Killy Cares inspires Macs Friends Helping Neighbours

Jill Danks co-ordinates the Macs Helping Neighbours service

Macmasters Beach residents are looking after their own with a group of volunteers offering a variety of services for the elderly and those in need.

Macs Friends Helping Neighbours is the brainchild of resident Jill Danks, although she is quick to point out that the idea was inspired by a similar group operating in the Killcare/Wagstaffe area (Killy Cares) and an informal service offered for many years by the Macmasters Beach Ladies Social Club.

Killy Cares is a community­based charity established to draw on the expertise and compassion that exists within the local community to support and assist others, especially the elderly, in times of special need.

“We have formalised the service formerly offered by the Ladies Social Club and taken it a bit further,” Danks said.

“It’s all about helping your neighbours, with around 40 volunteers already having registered to lend a helping hand to others – to older people, those who are ill, or those who simply need a hand with simple tasks,” Danks said.

“We can take people to attend medical appointments, get prescriptions filled or shop, or just help with things around the home.

“We first got the group going in January and then everything went down due to COVID.

“We had promoted ourselves to doctors so they could let patients know the service was available – and then, all of a sudden, we couldn’t do it.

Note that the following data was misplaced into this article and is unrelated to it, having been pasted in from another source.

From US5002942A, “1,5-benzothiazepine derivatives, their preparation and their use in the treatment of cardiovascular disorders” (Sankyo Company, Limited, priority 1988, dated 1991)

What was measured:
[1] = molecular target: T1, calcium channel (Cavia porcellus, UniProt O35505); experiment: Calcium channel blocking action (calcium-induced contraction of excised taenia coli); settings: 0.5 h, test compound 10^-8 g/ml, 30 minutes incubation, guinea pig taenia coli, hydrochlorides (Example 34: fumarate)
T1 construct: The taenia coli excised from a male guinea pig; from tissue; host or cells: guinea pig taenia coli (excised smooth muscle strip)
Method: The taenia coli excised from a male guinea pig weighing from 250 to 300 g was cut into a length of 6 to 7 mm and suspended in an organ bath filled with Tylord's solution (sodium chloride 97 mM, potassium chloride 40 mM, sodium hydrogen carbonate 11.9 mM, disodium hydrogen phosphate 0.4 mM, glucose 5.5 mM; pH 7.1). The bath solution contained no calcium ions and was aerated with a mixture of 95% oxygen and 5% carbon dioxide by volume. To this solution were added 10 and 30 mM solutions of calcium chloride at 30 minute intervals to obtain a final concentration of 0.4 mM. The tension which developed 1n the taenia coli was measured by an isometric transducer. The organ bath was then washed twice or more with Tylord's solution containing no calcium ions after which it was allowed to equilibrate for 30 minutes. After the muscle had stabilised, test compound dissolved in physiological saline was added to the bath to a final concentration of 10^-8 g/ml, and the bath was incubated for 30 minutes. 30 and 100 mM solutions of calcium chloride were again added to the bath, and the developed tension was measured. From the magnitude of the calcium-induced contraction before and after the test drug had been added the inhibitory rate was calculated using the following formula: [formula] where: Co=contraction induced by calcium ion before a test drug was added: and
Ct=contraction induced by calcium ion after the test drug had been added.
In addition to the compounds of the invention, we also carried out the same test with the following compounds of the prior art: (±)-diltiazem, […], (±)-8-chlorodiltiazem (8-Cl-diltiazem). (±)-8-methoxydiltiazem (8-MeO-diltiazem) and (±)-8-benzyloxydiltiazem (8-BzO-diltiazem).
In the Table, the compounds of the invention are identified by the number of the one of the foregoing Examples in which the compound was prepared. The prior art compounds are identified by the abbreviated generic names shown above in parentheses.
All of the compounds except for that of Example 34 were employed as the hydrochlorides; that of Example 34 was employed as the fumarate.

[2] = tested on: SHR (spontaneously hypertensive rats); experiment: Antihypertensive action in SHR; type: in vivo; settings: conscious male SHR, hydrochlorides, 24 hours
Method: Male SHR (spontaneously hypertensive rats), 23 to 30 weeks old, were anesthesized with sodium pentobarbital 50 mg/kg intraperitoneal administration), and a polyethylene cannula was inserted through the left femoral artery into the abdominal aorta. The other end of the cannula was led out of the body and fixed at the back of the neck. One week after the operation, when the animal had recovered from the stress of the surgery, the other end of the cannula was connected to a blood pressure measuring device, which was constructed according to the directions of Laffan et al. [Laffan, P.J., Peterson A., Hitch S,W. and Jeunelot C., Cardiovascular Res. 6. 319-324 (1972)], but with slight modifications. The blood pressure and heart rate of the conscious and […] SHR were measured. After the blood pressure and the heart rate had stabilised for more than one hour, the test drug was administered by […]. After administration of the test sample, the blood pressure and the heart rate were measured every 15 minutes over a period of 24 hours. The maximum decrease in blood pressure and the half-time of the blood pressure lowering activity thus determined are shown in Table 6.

“During the months since we have been able to do some things, like post parcels, do shopping, pick up scripts.

“We do small chores like change light bulbs, smoke alarm batteries and tap washers – nothing which would take business from local tradies, just little jobs an older person couldn’t do.”

Just recently, Danks said, four volunteers had worked in shifts looking after a little dog which had had surgery while its owner worked as a nurse, prompting a heartfelt thanks on the group’s Facebook page from grateful owner Libby Borgos.

Borgos praised the volunteers who had cared for Humphrey the dachshund while he recovered from back surgery, saying it was an “awesome service”.

Danks said because of coronavirus, the number of people who had registered for help was small.

“People have to have confidence to let a stranger into their home, so we have given ourselves a few years to build up that trust and confidence,” she said.

“All of our volunteers have had police checks ad are fully insured.

“Anybody we help has to read our operating principles and agree to them – for example, we can’t do banking or put a password into a computer for someone.”

Terry Collins